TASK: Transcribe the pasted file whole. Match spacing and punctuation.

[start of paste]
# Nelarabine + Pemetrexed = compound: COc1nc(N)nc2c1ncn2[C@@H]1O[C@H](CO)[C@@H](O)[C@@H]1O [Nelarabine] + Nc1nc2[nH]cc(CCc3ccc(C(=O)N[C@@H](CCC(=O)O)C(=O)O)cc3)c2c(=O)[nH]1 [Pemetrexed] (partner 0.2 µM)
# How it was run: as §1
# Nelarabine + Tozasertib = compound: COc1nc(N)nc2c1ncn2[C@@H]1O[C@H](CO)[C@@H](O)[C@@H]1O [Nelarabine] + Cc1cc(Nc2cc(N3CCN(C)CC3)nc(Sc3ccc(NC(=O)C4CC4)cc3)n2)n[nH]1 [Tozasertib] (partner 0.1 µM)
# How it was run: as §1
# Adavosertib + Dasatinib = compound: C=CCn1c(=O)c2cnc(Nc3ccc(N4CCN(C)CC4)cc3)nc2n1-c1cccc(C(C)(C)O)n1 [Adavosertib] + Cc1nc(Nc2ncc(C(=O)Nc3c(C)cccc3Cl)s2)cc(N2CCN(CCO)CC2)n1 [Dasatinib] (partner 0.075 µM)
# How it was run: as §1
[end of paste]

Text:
# Nelarabine + Pemetrexed = compound: COc1nc(N)nc2c1ncn2[C@@H]1O[C@H](CO)[C@@H](O)[C@@H]1O [Nelarabine] + Nc1nc2[nH]cc(CCc3ccc(C(=O)N[C@@H](CCC(=O)O)C(=O)O)cc3)c2c(=O)[nH]1 [Pemetrexed] (partner 0.2 µM)
# How it was run: as §1
# Nelarabine + Tozasertib = compound: COc1nc(N)nc2c1ncn2[C@@H]1O[C@H](CO)[C@@H](O)[C@@H]1O [Nelarabine] + Cc1cc(Nc2cc(N3CCN(C)CC3)nc(Sc3ccc(NC(=O)C4CC4)cc3)n2)n[nH]1 [Tozasertib] (partner 0.1 µM)
# How it was run: as §1
# Adavosertib + Dasatinib = compound: C=CCn1c(=O)c2cnc(Nc3ccc(N4CCN(C)CC4)cc3)nc2n1-c1cccc(C(C)(C)O)n1 [Adavosertib] + Cc1nc(Nc2ncc(C(=O)Nc3c(C)cccc3Cl)s2)cc(N2CCN(CCO)CC2)n1 [Dasatinib] (partner 0.075 µM)
# How it was run: as §1